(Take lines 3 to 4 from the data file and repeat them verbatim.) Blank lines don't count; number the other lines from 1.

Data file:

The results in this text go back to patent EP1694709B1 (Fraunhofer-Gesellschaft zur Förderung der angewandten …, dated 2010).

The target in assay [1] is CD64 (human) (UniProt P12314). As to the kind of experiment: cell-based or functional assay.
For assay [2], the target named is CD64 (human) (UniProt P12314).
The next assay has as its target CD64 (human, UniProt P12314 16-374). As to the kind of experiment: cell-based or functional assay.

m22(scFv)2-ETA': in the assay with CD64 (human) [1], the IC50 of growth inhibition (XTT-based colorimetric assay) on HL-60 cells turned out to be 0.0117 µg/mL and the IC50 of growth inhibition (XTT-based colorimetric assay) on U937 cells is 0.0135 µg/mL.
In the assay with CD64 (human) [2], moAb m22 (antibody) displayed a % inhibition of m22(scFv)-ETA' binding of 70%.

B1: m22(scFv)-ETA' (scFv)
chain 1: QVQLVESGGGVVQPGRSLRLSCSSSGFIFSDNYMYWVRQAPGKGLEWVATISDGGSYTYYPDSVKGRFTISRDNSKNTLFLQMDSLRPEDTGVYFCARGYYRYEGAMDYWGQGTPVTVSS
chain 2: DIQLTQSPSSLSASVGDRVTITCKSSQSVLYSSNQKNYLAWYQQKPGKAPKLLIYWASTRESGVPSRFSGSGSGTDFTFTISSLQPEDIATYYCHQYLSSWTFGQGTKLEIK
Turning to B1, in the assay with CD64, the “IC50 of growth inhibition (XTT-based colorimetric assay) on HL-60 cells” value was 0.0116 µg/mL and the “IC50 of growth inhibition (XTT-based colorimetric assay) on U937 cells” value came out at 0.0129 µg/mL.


For assay [2], the target named is CD64 (human) (UniProt P12314).
The next assay has as its target CD64 (human, UniProt P12314 16-374). As to the kind of experiment: cell-based or functional assay.